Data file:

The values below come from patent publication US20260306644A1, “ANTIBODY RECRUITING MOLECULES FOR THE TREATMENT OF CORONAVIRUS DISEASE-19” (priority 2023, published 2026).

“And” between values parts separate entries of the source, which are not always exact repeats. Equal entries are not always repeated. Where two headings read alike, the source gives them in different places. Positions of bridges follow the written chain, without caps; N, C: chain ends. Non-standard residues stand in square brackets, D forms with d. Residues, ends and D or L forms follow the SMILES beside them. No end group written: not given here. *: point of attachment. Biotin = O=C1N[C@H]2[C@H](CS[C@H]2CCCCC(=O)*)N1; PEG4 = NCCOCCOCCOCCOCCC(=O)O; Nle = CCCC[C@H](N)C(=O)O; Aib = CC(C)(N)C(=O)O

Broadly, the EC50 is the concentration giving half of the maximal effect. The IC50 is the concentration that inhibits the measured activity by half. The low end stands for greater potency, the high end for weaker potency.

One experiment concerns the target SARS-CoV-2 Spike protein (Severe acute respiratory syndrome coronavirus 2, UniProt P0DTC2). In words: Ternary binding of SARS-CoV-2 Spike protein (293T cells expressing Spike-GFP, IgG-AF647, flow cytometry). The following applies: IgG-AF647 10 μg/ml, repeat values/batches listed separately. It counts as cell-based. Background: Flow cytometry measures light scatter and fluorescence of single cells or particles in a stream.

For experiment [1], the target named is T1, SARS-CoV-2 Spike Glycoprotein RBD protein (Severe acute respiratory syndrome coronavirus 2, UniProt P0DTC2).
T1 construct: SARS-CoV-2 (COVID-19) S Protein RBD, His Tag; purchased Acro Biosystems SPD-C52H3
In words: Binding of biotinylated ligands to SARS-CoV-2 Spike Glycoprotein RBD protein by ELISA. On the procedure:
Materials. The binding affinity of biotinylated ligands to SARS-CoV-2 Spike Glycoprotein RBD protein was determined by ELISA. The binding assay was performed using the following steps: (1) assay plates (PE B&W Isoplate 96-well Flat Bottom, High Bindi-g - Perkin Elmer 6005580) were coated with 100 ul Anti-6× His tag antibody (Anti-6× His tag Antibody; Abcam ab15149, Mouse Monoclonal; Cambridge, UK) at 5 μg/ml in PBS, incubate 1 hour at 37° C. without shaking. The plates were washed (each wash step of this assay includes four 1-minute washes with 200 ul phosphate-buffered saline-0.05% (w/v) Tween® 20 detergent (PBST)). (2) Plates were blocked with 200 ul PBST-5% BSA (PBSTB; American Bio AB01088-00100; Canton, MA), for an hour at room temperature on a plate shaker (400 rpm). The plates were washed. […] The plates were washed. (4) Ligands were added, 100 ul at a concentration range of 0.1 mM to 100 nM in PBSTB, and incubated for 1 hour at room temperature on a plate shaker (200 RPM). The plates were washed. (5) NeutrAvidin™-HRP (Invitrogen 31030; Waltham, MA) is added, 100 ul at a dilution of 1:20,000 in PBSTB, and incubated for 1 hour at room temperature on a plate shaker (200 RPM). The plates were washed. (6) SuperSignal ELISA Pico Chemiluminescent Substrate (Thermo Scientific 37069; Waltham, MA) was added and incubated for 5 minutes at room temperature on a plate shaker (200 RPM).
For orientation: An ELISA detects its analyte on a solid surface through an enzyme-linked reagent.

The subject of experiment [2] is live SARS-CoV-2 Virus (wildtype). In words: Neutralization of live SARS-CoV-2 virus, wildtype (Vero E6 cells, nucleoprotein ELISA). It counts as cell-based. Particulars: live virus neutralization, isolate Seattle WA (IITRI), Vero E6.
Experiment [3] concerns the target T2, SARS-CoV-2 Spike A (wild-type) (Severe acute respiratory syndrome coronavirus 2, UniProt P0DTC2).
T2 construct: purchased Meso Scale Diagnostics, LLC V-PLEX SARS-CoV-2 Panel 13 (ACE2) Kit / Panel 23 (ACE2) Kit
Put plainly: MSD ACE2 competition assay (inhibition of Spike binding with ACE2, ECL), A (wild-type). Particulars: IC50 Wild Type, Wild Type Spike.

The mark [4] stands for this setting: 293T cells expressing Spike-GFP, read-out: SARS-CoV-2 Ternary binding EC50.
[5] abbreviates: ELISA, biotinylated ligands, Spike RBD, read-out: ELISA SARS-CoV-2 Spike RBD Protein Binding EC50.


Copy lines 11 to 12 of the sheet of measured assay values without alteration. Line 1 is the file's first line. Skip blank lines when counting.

Experiment [3] concerns the target T2, SARS-CoV-2 Spike A (wild-type) (Severe acute respiratory syndrome coronavirus 2, UniProt P0DTC2).
T2 construct: purchased Meso Scale Diagnostics, LLC V-PLEX SARS-CoV-2 Panel 13 (ACE2) Kit / Panel 23 (ACE2) Kit